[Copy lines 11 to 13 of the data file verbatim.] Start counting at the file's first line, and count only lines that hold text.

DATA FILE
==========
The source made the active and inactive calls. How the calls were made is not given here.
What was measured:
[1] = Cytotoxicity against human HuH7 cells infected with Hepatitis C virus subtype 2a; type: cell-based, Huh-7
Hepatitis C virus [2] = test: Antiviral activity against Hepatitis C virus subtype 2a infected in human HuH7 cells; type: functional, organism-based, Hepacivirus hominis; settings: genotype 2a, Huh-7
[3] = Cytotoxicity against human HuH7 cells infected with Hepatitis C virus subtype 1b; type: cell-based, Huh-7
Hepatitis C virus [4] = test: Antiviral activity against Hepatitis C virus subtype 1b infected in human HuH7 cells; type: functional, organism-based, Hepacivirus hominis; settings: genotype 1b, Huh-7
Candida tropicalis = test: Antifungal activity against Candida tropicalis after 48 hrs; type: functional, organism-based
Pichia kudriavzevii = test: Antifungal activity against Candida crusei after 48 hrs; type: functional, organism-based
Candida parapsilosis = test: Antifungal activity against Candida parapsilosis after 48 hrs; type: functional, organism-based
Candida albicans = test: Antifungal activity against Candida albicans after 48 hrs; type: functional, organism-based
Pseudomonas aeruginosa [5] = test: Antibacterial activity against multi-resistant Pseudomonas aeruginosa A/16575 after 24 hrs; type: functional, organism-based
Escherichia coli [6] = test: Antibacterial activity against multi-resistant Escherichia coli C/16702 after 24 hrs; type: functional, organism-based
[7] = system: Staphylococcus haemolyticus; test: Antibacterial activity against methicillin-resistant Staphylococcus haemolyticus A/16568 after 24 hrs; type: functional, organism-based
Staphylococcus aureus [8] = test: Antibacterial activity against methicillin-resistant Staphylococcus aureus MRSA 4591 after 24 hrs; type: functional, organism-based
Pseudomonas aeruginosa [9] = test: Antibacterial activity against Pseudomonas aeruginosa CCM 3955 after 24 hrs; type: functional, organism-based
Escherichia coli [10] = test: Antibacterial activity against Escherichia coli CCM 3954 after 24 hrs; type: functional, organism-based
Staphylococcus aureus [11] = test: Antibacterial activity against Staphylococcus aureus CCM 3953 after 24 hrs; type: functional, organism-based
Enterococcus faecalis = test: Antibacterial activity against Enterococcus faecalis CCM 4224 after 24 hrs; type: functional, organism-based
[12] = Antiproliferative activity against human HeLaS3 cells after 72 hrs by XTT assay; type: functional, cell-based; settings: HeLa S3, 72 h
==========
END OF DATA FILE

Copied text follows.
Pseudomonas aeruginosa [5] = test: Antibacterial activity against multi-resistant Pseudomonas aeruginosa A/16575 after 24 hrs; type: functional, organism-based
Escherichia coli [6] = test: Antibacterial activity against multi-resistant Escherichia coli C/16702 after 24 hrs; type: functional, organism-based
[7] = system: Staphylococcus haemolyticus; test: Antibacterial activity against methicillin-resistant Staphylococcus haemolyticus A/16568 after 24 hrs; type: functional, organism-based